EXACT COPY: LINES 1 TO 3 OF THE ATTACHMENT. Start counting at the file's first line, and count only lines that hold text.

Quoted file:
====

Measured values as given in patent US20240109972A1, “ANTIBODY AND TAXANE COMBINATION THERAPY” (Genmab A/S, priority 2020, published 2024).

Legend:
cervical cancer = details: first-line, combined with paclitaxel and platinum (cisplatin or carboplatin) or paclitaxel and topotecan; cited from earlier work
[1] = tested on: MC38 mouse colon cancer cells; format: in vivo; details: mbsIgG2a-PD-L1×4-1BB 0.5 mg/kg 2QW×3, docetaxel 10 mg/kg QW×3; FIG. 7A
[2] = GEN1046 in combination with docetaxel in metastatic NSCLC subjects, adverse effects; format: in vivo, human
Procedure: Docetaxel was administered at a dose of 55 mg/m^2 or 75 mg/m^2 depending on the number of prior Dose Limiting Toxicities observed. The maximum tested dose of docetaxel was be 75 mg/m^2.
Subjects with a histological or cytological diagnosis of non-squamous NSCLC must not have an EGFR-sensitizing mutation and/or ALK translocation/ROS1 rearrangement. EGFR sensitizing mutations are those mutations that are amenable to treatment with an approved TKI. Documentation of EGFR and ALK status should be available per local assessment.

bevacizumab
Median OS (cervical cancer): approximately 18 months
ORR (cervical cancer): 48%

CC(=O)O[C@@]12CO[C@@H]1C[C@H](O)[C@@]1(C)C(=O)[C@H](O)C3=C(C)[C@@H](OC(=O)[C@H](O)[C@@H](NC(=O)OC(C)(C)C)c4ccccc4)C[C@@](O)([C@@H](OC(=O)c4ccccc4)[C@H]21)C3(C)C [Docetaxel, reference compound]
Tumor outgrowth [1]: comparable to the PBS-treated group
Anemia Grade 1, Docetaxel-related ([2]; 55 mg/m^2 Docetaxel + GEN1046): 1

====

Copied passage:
Measured values as given in patent US20240109972A1, “ANTIBODY AND TAXANE COMBINATION THERAPY” (Genmab A/S, priority 2020, published 2024).

Legend:
cervical cancer = details: first-line, combined with paclitaxel and platinum (cisplatin or carboplatin) or paclitaxel and topotecan; cited from earlier work